As a manager, it can be difficult to provide meaningful growth opportunities for your staff. With day-to-day operations at the top of your mind, it is challenging to take a step back and focus on your employees. However, when employees feel dissatisfied at work, company morale can decrease, which can impact overall productivity.
According to our 2020 Hiring Outlook, “lack of advancement opportunities” was the #1 reason professionals left their last job. Additionally, your role as a manager is critical in helping your employees take those steps toward advancement. As a result, providing valuable learning opportunities is necessary to prevent turnover and keep employees satisfied.
To provide meaningful growth opportunities for your staff, managers can start by using the following strategies:
When you’re considering investing in career growth for your employees, it’s important to be able to identify a high performer who may not be very polished yet. While an employee may not come with every technical skill needed, they do bring their soft skills to the table. When you can identify someone who learns quickly, communicates effectively, and holds themselves accountable, you know that it’s worth the investment to train them to be a leader within your company.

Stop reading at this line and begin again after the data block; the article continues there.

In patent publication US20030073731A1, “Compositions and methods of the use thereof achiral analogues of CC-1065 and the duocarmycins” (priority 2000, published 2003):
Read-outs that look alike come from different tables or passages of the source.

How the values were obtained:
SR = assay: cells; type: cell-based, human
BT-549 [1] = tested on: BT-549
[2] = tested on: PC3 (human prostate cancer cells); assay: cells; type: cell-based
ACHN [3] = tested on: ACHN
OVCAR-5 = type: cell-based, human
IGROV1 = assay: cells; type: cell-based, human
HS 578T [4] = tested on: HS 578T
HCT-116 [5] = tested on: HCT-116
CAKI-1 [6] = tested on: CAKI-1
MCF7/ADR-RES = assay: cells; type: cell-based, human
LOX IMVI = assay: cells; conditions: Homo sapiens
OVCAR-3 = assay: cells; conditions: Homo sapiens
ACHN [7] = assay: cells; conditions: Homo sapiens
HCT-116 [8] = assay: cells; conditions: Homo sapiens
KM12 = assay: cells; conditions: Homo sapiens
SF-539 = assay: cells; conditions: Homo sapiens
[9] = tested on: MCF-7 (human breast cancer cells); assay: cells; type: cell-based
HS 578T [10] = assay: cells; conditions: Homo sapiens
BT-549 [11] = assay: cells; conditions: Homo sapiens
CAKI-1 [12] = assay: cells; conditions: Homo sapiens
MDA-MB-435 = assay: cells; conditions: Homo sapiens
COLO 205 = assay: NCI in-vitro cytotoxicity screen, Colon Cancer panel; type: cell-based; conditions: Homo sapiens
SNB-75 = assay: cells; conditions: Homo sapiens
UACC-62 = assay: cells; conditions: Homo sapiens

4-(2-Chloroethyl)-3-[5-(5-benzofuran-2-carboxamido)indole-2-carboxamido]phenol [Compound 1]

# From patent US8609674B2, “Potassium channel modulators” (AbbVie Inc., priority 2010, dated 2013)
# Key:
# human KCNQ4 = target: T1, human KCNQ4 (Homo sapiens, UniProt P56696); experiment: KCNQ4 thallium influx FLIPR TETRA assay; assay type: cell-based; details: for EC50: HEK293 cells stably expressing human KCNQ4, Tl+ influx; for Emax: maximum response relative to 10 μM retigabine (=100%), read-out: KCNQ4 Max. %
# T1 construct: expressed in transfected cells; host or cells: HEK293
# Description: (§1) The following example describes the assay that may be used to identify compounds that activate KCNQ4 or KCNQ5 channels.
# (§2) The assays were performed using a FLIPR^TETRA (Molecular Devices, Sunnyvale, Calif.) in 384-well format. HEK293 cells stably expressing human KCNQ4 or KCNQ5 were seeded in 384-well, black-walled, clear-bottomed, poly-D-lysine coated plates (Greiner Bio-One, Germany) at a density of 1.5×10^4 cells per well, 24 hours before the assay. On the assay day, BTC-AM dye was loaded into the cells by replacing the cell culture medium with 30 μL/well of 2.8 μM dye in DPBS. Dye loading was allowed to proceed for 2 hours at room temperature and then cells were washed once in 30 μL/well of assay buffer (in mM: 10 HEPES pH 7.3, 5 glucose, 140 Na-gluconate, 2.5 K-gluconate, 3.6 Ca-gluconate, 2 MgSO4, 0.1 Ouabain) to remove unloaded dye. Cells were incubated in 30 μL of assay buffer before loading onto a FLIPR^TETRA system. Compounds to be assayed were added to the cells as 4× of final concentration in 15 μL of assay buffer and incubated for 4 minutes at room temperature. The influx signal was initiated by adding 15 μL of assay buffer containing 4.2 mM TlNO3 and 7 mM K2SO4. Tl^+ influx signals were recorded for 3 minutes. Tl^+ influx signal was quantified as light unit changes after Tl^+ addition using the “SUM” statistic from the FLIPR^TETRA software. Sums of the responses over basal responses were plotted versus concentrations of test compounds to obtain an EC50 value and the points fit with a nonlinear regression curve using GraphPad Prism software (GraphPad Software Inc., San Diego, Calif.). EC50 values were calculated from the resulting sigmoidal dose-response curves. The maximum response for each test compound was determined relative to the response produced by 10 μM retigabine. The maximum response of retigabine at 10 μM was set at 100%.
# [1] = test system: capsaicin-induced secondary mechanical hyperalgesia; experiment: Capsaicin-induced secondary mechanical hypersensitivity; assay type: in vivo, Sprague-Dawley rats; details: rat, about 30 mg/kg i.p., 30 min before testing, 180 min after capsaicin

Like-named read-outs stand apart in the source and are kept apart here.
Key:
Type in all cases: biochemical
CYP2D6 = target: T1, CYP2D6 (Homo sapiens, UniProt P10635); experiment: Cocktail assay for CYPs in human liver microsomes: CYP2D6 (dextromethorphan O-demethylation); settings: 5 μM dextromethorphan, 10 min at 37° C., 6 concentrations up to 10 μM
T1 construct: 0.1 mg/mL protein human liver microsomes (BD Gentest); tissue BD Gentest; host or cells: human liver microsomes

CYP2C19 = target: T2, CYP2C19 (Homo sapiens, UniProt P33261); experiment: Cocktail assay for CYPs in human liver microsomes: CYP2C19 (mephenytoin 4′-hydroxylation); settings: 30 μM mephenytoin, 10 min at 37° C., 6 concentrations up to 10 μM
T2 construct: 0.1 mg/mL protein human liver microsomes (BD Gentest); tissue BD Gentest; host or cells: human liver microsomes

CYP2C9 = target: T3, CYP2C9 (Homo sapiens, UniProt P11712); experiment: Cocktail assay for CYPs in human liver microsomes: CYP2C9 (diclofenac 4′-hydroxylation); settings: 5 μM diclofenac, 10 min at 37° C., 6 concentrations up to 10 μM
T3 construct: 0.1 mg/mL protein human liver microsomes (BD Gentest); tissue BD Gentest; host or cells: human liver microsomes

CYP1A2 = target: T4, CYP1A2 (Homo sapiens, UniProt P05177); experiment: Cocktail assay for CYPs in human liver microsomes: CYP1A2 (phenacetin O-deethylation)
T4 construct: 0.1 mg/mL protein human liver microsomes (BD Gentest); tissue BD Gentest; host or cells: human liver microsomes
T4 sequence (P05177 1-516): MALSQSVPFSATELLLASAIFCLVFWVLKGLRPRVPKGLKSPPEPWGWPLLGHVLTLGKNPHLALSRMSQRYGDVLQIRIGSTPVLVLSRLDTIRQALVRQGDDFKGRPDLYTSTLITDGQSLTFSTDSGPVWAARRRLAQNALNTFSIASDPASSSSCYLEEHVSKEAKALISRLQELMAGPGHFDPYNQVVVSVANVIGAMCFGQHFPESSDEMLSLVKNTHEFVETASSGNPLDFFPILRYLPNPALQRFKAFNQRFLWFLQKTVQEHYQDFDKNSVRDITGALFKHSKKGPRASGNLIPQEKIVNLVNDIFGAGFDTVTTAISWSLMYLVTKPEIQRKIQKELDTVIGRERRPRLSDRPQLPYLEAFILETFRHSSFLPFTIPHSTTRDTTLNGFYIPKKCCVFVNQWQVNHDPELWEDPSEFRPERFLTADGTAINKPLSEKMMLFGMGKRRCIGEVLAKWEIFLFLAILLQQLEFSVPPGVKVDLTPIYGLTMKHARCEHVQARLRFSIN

Career development should be a two-way street. While it’s important for companies to offer the growth opportunities that professionals desire, you also need to identify and cultivate skills that the organization requires to hit future objectives. Based on those skills gaps, you can work to match your employees with who would be most suited to fill this need.
Stretch opportunities are a great way to offer small development opportunities outside an employee’s normal scope. Access to a new project or the ability to explore a new area of the company can be the learning experience that boosts their morale and gives you a window into how they handle a new challenge.
As a leader within your organization, you have the power to set the tone for yourself and for your employees. The more you are task-driven, the more your employees will mirror that behavior. Along those lines, your employees will not value learning opportunities if you don’t value them. As a result, it’s critical that you encourage your staff to explore the things that interest them and bring new ideas into the company.
According to Harvard Business Review, only about half of working Americans say they have adequate time available to participate in career development activities. As a manager, it is up to you to make the time for yourself and for your staff to learn new skills and further your business objectives.
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